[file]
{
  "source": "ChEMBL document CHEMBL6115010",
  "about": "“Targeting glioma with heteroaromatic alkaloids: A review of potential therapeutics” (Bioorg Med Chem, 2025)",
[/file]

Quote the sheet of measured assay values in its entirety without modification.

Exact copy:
{
  "source": "ChEMBL document CHEMBL6115010",
  "about": "“Targeting glioma with heteroaromatic alkaloids: A review of potential therapeutics” (Bioorg Med Chem, 2025)",